Certified Community Behavioral Health Clinics Beware! 

Any provider who participates in the Medicaid program knows that it risks committing fraud if it bills twice for the same service.  Unfortunately, Certified Community Behavioral Health Clinics (CCBHCs) that are also Federally Qualified Health Centers (FQHCs) have been incorrectly advised by the Centers for Medicare & Medicaid & Services (CMS) to do just that. 

CCBHCs are entities that were created by a Substance Abuse and Mental Health Services Administration (SAMHSA) demonstration project to improve the availability and quality of services provided in community mental health centers.  Once certified, the CCBHC is required to offer a specific range of services and meet standards for service.  The model is intended to ensure access to coordinated comprehensive behavioral health care.  CCBHCs are paid similar to FQHCs using a Prospective Payment System (PPS) rate that is based on certain costs to provide CCBHC services. 

In 2016, CMS issued detailed guidance to CCBHCs concerning the PPS rate that unfortunately included some incorrect guidance directed to those CCBHCs that were also FQHCs.  In that guidance (which can still be found on SAMHSA’s website here), CMS strongly implied that CCBHCs could bill the same encounter twice – once using its CCBHC rate and once using its FQHC rate.  The guidance stated as follows:

3.0a FQHCs
A clinic that participates in the Medicaid program as both a FQHC and CCBHC should receive the CCBHC PPS rate whenever it provides any of the services covered by this demonstration, even if there is an overlap with services included in the clinic’s FQHC PPS rate. The state should continue to pay the health center its established FQHC PPS rate and does not need to modify the payment amount. If a clinic user received a CCBHC service and FQHC service during one encounter/visit the provider is eligible to receive both the CCBHC PPS and the FQHC PPS.

This gave the wrong impression that a CCBHC could get paid twice for the same service if it was also an FQHC.  At the very least, it is unclear because it seems to assume without stating that a “CCBHC service” will never overlap with an “FQHC service,” which is simply not the case.  Many FQHCs provide services that are included in the costs used to establish their PPS rates that are also services that would be used to establish their PPS rate if they were certified as a CCBHC. 

Fortunately, in 2021, the federal Government Accountability Office (GAO) issued a report highlighting this problem.  When GAO sought comment from CMS, CMS indicated that it intended to state that CCBHCs are only eligible for both payments if nonoverlapping services are provided.  See page 30 of Medicaid Behavioral Health CMS Guidance Needed to Better Align Demonstration Payment Rates with Costs and Prevent Duplication (Sept. 2021).  CMS explained, for example, that “a CCBHC also certified as an FQHC may provide mental health counseling and a dental cleaning for the same client on the same day” and two payments would be appropriate.  But “a client with mental health counseling and a primary care screening service on the same day should not trigger both types of payments, because both of these services are already included in CCBHC prospective payment rates. In this case, CMS officials told us states should pay only the CCBHC rate.”  Id.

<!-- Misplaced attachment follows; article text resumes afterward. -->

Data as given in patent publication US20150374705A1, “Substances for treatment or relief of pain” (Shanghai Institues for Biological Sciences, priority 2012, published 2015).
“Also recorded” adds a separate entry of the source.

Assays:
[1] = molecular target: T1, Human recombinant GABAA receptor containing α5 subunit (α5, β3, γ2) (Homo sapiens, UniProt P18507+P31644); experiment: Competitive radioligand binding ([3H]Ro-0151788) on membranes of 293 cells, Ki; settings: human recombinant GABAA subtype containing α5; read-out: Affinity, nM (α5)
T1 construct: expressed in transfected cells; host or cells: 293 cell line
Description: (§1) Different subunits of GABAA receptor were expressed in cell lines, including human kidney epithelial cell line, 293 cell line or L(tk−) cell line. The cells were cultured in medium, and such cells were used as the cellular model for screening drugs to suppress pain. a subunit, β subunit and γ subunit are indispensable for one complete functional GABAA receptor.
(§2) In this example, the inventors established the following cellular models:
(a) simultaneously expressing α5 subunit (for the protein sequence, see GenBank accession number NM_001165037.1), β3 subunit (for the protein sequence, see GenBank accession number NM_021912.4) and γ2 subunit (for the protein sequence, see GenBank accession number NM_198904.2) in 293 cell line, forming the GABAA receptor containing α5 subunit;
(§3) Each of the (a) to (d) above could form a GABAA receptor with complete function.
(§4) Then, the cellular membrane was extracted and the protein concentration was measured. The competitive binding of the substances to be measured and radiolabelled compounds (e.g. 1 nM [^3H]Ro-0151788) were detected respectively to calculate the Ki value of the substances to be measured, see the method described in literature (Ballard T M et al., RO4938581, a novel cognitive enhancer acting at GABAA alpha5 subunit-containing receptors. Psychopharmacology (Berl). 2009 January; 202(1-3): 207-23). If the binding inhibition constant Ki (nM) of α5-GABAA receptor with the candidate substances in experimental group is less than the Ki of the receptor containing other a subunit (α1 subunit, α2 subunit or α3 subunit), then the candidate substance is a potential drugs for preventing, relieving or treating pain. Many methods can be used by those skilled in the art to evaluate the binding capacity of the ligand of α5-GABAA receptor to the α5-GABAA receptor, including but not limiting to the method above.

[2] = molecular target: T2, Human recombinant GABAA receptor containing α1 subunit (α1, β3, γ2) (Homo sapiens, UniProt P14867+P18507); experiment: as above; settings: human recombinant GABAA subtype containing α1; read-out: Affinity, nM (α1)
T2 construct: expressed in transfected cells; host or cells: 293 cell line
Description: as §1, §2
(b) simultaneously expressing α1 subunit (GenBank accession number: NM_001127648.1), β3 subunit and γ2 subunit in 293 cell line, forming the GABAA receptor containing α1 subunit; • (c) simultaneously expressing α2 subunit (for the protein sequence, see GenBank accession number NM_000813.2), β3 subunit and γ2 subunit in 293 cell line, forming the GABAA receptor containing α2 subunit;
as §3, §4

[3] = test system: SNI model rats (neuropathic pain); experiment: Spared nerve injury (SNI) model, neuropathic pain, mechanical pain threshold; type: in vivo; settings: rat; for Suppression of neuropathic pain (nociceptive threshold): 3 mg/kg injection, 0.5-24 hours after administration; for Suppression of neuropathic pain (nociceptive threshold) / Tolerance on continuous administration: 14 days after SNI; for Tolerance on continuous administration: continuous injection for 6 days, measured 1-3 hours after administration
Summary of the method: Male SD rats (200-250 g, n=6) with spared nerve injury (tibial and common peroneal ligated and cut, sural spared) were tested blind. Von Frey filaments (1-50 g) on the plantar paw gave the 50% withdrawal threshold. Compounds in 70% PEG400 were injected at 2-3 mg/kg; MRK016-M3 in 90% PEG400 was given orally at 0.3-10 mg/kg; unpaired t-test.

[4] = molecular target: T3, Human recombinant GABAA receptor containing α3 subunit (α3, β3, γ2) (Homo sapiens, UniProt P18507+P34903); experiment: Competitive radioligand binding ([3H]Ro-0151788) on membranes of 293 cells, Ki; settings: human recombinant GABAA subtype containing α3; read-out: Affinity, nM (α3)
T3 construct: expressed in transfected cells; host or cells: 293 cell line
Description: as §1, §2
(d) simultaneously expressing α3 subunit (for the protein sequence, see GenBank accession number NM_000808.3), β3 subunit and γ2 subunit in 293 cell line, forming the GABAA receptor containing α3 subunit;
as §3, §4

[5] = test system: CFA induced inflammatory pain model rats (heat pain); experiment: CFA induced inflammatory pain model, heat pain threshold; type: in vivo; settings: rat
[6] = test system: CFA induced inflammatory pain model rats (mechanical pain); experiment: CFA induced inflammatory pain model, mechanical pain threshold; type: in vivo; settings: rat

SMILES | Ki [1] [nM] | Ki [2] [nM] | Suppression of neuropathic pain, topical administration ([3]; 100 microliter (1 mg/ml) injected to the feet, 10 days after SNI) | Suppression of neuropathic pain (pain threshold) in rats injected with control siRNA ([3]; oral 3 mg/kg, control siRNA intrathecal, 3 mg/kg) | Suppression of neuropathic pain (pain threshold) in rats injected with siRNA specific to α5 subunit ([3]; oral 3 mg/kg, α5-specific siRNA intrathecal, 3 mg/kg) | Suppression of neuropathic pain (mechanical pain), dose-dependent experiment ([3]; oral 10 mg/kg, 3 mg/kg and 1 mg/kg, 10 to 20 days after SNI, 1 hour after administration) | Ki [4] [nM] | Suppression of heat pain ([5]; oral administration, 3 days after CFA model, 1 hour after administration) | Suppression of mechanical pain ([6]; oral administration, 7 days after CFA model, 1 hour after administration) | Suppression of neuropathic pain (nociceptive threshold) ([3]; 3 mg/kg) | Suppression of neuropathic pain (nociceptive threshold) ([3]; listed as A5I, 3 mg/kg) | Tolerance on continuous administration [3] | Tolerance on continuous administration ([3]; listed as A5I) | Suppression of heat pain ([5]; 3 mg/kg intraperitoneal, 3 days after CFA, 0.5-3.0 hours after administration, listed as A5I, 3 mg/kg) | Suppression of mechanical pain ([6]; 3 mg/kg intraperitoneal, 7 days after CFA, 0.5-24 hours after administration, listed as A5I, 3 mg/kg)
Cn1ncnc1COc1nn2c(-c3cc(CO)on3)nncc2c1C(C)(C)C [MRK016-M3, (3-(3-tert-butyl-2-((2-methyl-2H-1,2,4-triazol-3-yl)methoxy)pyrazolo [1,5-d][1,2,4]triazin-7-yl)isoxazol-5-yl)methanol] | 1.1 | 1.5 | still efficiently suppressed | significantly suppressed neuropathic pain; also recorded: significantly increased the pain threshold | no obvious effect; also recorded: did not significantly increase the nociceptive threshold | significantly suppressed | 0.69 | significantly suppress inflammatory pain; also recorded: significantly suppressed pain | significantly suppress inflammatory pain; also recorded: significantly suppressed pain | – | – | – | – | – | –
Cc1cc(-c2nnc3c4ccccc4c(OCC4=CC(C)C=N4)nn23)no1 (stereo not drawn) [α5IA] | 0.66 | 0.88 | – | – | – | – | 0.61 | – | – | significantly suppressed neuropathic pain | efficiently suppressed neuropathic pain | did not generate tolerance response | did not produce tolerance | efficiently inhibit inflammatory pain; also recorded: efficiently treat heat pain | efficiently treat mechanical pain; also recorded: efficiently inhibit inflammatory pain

CCBHCs relying on the 2016 guidance and billing twice for the same encounter should consider whether they have identified an overpayment that must be reported and returned to the state Medicaid agency.  42 C.F.R. § 401.305.  Failure to report and return an overpayment within sixty (60) days of identification can result in an ordinary overpayment being treated as a false claim potentially subject to penalties of up to triple the amount of the overpayment plus $12,000 to $25,000 per claim.  One would hope that under these circumstances the state Medicaid agency would take into account the unclear CMS guidance provided when determining how to resolve such a self-report.

Is Any Pandemic Relief Still Available for Employee Benefit Plans?

Though much of U.S. government-sponsored pandemic relief has expired as the country approaches it third new year since its first reported cases of COVID-19, pandemic-related law changes exist that continue to impact employee benefit plans, and it is important that plan sponsors and administrators pay close attention to these changes as the new year approaches. In a recent article for the Daily Journal of Commerce, we discuss several special relief provisions that directly or indirectly affect group health plans. You can read the full article here.

Originally published as an Op-Ed by the Oregon Daily Journal of Commerce on November 4, 2022.

Department of Health (“DOH”) Has Issued Material Updates to Rules Governing Coordinated Quality Improvement Program (“CQIP”) Approval